A READER poll published by Big Rigs has shown overwhelming support for the idea that Queensland joins Western Australia and the Northern Territory with a more flexible approach to fatigue management.
The poll demonstrated a unanimous dissatisfaction with the work diary system.
An unprecedented vote from more than 1000 respondents has answered in the affirmative to the question:
Should Queensland join WA and the NT to withdraw as a signatory of the National Heavy Vehicle Law and partially deregulate the fatigue management regime?
The results of the poll were 98% replying yes to the question and 2% not agreeing, and in the age of social media this is as close a poll could get to a unanimous decision.
The poll came about after Big Rigs was approached many times by truck operators who say larger states such as Queensland would be better off running under the systems used in WA and the NT.
In these jurisdictions the onus is on industry, in consultation with government, to manage fatigue with flexible regimes.
Work diaries and the draconian penalty systems around them were what most concerned the pollrespondents.
The results of the poll were statistically significant and while Big Rigs does not take a position either side in the debate, it is the responsibility of the publication to publish the results.
These results can best be told through the following poll responses that reflect the attitudes from dozens of comments. All these respondents have supplied their full names but we will stick to first names as they make their feelings known.
Jeff says he is all for regulation and making the highways safe for all road users but "I continually see circumstances where my drivers have to pull over for a continuous seven-hour rest break when they are not tired. They sit for the seven hours and can't sleep. Then when it's time to go, they feel tired. With all the new fatigue detecting technology available, surely there is a better solution".
Myron thinks regulated journey times would be a better approach. "Brisbane to Townsville is approximately 1200km and there should be a minimum travel time of two days. There would be no pressure to beat the clock and to do the kilometres to make the money." He said this may cause an increase in costs in products but would deliver safer roads.
Russell doesn't think work diaries will ever be dumped in Queensland because "they raise too much revenue". He agrees there needs to be some sort of control but "the rules definitely need changing".
He says the prescribed 24-hour cycle with a forced seven-hour break whether you are tired or not is not working: "99% of us are grown-up people, we're not out there to kill ourselves or the rest of the community. We have all got family to come home to."
Dave reckons professional drivers should be allowed to use their allocated work hours as suits them. "In a 24-hour period this would eliminate working when tired and resting when not tired. The fact that there are 24 or more pages at the front of a log book to explain its use is ridiculous."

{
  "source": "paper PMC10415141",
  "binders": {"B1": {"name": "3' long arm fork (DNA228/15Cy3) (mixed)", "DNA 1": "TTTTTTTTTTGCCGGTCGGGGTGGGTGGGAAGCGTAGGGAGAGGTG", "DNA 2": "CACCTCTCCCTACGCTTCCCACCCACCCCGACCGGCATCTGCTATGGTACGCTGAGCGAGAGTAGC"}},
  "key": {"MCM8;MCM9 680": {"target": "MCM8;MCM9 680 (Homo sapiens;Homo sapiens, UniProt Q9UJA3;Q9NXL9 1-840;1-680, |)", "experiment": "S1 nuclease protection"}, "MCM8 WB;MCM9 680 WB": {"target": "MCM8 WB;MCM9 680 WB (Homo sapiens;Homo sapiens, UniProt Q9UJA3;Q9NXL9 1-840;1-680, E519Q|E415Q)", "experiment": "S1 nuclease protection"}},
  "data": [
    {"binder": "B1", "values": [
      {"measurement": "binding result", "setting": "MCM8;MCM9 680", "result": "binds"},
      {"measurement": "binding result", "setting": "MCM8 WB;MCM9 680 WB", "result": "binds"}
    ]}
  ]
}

Gary says a driver will get more fatigued waiting to unload or when roadworks are scheduled during peak hours without any viable alternate routes. "There's a whole plethora of issues that need to be addressed and managers and regulators have absolutely no idea."
Phil says most drivers know their body clock. "I always know when to grab some time (to rest) and if I'm unable to do so I know I need a special effort to keep alert for that hour or so."
Darren agrees the work diary should be dumped and suggests "all heavy vehicles should be off the road between 11pm and 5am when out of a capital city unless you have a permit to run at night".
Sharon says all the work diary does is restrict drivers to know for themselves when they need to pull up. "When you can be be fined due to a mistake in the spelling of a place name etc, it's not fair on the drivers. It isn't the work diary that will fix fatigue issues, it's the companies that expect too much from the drivers."
Craig believes the work diary system should be dumped and says "why does Big Rigs have to ask this question? The government c**ks don't listen to us".
Karen cuts straight to the point. "I feel a burn the book day is coming up! Should have happened years ago."
So what does all this mean? Big Rigs did not set the poll up to quantify accurate statistics, rather it opened a channel for people in the road transport industry to express themselves.
It is not this newspaper's role to set itself up as an arbiter of opinion but it can be a platform for opinions to be expressed.
If nothing else this exercise shows an overwhelming and passionate response to the question posed.
It is up to government and policy makers to ask themselves some hard questions: Did they really capture the feeling from the road when making changes in legislation?
And most of all, did they get it right when it comes to safety issues?
Seems to be that a lot of people don't think so.